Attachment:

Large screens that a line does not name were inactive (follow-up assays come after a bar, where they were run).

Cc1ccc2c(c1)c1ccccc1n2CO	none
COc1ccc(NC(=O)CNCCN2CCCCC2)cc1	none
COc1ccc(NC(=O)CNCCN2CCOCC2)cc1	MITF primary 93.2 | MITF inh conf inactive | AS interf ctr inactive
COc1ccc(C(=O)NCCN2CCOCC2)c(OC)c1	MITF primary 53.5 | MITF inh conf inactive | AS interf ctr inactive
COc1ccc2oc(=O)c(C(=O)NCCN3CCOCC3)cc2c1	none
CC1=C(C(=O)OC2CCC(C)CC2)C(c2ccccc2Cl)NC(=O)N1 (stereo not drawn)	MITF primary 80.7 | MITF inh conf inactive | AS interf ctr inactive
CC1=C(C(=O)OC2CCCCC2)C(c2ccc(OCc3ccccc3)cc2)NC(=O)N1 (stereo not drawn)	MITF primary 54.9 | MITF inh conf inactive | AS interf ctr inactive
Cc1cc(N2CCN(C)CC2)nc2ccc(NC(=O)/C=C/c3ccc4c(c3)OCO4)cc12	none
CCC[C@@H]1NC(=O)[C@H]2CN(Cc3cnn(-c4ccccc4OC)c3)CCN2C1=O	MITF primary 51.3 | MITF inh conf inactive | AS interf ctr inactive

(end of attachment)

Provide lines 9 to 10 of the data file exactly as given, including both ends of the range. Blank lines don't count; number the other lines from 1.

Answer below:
Cc1cc(N2CCN(C)CC2)nc2ccc(NC(=O)/C=C/c3ccc4c(c3)OCO4)cc12	none
CCC[C@@H]1NC(=O)[C@H]2CN(Cc3cnn(-c4ccccc4OC)c3)CCN2C1=O	MITF primary 51.3 | MITF inh conf inactive | AS interf ctr inactive